Return to 'Pleiades'

Chamber Cartel reimagines Xenakis' percussive masterpiece

004Chamber Cartel(Pleiades)STRIVING FOR AN IDEAL: Caleb Herron of Chamber Cartel whacks a sixxen during a 2015 performance of “Pleiades” by Iannis Xenakis.Arno Hunter MyersIn October 2015, Chamber Cartel presented the Southeastern premiere of Greek composer Iannis Xenakis' "Pleiades" at the Goat Farm Arts Center. Two years later, almost to the day, artistic director Caleb Herron will again lead the same sextet (save for one substitution) in a complete performance of "Pleiades," one of the more significant works not just in the percussion repertoire, but in the post-World War II classical canon.

"The crux of Xenakis' music is the striving for an ideal, the way he challenges performers to go beyond their self-perceived limitations to get to the music's core," Herron says. "It's a phenomenon that doesn't come across easily in words, but connects us with something greater than the mere existence of the work."

In ancient Greek literature, the Pleiades were the daughters of Pleione and Atlas, the Titan who was forced to carry the heavens upon his shoulders as punishment for waging war against the Olympian gods. Distraught over their father's fate, the sisters committed suicide, a sacrificial act which prompted their transmutation into stars in the Taurus constellation. Xenakis' "Pleiades" commemorates the sisters in four movements each of which partly refers to the construction of the specified instruments: Peaux (drums), Claviers (mallet percussion), Metaux (metal instruments) and Melanges (mixture).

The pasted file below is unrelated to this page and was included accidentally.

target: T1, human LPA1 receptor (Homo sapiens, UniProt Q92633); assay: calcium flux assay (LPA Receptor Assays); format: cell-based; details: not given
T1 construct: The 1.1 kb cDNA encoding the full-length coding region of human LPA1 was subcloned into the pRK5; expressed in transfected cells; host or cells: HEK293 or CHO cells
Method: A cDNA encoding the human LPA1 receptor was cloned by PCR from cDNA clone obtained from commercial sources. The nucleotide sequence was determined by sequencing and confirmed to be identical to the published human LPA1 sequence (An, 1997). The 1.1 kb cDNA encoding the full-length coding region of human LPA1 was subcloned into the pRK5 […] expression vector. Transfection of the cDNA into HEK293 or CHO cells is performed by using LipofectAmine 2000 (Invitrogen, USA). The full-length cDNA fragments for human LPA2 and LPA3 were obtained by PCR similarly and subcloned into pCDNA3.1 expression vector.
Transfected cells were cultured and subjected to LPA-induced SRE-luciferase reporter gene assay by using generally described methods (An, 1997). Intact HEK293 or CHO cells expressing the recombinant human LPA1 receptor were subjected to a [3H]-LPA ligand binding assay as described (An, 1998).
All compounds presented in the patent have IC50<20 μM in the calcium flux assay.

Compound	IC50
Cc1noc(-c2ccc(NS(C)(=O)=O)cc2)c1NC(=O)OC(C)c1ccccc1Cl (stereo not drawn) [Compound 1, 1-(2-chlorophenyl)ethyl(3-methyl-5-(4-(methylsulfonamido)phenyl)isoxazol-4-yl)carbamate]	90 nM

First performed by Les Percussions de Strasbourg in 1979 when Xenakis was 56 years old, "Pleiades" requires a variety of drum and mallet instruments including timpani, congas, xylophone and marimba, plus a sixxen. Specially conceived by the composer, a sixxen consists of 19 metal bars laid out on a rigid frame (similar to a xylophone) and struck with mallets. The bars, which are tuned to micro-tonal scales, produce an ethereally resonant ringing resembling the sound of an Indonesian gamelan. Having already constructed a half-dozen sixxens for the Goat Farm concert, Herron and company (Paul Stevens, Christopher Eagles, Victor Pons, Sean Dowgray, Morris Palter) are fully equipped for the Orpheus show.

"With one performance under our belts, the ensemble will be tighter this time," Herron says. "The array of the group will also change from a circle to a curved line, so the audience will see our faces rather than our backs."

"Pleiades" is the penultimate installment of Don't Look Back: Beyond the Zero, a series of 10 concerts by Chamber Cartel at Orpheus Brewing. Whereas previous recitals have been staged in the front lobby, Saturday's show will take place in the rear of the brewery. According to the ensemble director, the reverberation in the space will enhance the sonic power and celestial beauty of "Pleiades."

"The beer won't hurt either," Herron says with a wry chuckle.

$15-$21.60. 8 p.m. Sat., Sept. 23. Orpheus Brewing, 1440 Dutch Valley Pl NE. 404-347-1777. www.orpheusbrewing.com.

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